Wednesday, September 14, 2011

The Evolution of Contract Society

Modern societies pride itself on making all citizens equal before law.  What is the historical evolution of written law?

When describing political leaders of Achaean during the Heroic Age of Greece (think 1200 B.C.), Durant states, "His degrees are the laws, and his decisions are final; there is as yet no word for law."
Will Durant.  The Story of Civilization.  Part II.  The Life of Greece.  The Heroic Age.

Of course, without law, there can be no contract society.  Men are at the mercy of arbitrary power.  The Greeks may have discovered many things, but political wisdom was still nascent when the Iliad was written.

Although in hindsight Rome was no gentle creature, it was in Rome's political structure where contract society began.  The Christian apostle Paul was once taken into custody during a riot, and as the guards were about to beat him, Paul asserted, "Is it lawful for you to scourge a man that is a Roman, and uncondemned?"  It was not lawful, and Pual's appeal to law immediately halted the guards.  Paul was then  brought before the governor, Porcius Festus, who tried to convince Paul to submit himself to Jewish law, but all Paul had to do was say, "I appeal unto Caesar."  The response from Festus was, "Has thou appealed unto Caesar?  Unto Caesar shalt though go."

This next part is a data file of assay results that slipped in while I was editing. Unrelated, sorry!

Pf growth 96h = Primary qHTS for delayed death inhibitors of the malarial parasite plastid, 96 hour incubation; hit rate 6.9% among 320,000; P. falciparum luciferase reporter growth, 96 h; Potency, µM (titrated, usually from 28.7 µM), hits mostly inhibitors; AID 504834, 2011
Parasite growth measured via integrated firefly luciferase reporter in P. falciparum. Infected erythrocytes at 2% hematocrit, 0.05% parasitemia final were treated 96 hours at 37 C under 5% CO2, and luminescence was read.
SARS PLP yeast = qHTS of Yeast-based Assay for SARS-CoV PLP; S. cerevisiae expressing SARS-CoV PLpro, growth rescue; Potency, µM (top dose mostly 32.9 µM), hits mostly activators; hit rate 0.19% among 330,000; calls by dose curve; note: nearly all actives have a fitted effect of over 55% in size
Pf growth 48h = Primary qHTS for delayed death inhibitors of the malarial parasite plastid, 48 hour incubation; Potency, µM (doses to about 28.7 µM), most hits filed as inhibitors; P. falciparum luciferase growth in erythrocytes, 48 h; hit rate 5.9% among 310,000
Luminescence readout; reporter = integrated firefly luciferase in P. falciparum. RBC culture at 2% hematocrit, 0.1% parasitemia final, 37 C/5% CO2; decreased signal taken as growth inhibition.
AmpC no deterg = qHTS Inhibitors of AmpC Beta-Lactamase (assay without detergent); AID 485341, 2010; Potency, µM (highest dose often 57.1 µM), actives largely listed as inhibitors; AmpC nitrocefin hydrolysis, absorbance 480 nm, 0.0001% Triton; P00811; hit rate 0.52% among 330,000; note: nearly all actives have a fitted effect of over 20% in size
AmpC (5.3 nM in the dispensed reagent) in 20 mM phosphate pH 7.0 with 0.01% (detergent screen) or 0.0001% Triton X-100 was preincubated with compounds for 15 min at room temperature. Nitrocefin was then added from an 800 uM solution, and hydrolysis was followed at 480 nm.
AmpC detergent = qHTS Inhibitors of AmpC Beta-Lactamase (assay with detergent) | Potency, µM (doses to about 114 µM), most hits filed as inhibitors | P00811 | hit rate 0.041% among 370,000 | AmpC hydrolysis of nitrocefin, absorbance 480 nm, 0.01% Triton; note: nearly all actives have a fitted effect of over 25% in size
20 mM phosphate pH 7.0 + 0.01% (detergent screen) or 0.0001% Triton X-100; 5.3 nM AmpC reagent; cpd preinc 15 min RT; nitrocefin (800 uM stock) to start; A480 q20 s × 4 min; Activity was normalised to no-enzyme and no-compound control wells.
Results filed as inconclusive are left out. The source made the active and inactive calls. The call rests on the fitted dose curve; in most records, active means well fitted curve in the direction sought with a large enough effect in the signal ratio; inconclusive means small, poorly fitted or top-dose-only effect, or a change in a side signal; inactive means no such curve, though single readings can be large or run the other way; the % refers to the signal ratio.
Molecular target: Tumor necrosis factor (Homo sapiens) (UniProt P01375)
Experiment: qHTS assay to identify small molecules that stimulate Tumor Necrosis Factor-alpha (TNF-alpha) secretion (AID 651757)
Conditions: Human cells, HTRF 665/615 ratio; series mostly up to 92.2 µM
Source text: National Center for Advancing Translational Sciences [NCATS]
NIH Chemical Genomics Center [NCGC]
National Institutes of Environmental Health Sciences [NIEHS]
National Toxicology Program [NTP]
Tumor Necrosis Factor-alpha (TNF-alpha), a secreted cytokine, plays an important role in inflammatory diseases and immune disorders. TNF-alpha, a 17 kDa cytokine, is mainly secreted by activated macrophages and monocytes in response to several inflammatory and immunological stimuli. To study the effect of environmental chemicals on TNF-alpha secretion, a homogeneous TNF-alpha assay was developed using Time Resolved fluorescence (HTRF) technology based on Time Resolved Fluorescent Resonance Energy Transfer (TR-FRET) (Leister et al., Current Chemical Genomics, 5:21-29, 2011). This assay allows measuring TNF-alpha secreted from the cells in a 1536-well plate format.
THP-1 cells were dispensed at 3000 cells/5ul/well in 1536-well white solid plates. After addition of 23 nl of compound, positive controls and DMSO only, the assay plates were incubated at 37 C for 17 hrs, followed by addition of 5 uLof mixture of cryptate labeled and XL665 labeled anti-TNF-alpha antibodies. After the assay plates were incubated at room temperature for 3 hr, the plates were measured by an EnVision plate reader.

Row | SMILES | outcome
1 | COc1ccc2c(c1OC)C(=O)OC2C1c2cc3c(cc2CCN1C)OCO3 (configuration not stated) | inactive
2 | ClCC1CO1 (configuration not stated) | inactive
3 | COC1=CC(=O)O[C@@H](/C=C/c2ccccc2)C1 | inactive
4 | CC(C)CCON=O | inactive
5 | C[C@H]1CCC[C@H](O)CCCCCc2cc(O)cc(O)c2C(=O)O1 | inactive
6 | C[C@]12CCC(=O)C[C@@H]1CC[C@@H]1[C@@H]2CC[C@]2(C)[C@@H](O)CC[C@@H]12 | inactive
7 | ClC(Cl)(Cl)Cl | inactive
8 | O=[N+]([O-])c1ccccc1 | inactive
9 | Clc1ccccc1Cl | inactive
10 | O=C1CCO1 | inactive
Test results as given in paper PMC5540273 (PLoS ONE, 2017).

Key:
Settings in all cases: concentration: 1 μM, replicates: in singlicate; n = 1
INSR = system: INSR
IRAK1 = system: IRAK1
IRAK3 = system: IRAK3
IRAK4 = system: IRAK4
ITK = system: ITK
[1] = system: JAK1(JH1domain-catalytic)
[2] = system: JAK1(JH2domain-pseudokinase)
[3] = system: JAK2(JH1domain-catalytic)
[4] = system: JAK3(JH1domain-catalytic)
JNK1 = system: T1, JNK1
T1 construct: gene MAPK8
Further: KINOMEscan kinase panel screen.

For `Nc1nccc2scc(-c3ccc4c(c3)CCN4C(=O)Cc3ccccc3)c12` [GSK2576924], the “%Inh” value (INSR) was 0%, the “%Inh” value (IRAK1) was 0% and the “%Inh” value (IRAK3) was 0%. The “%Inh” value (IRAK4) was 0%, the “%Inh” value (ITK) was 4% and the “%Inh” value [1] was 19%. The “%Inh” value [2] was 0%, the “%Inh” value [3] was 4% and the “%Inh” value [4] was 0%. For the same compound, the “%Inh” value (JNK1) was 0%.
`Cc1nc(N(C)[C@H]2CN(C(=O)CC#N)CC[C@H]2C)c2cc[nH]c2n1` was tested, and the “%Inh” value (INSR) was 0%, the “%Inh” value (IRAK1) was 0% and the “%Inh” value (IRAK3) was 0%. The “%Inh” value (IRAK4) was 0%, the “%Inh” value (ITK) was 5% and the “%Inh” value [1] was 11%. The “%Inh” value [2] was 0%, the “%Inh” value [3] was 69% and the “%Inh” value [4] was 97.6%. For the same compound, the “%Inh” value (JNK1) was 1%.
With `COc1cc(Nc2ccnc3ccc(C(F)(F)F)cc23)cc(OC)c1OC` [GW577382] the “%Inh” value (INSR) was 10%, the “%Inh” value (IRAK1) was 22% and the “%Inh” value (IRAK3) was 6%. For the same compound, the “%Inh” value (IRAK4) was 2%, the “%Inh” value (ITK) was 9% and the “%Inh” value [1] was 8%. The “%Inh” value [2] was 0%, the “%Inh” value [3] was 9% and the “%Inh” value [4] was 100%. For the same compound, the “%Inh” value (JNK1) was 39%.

Isabel Paterson tells this story of Paul to make the following assertion, "The crux of the affair is that a poor street preacher, of the working class, under arrest, and with enemies in high places, had only to claim his civil rights and none could deny him...The value of the idea of law in its primary use of framing legislation is clear.  It sets moral sanctions above force, while recognizing human fallibility."
Isabel Paterson.  The God of the Machine.  Chapter 3.

Although it would undergo much transformation, this concept of equality before law was essential to providing the modern, liberal democracies where the fortunate of the world currently reside.

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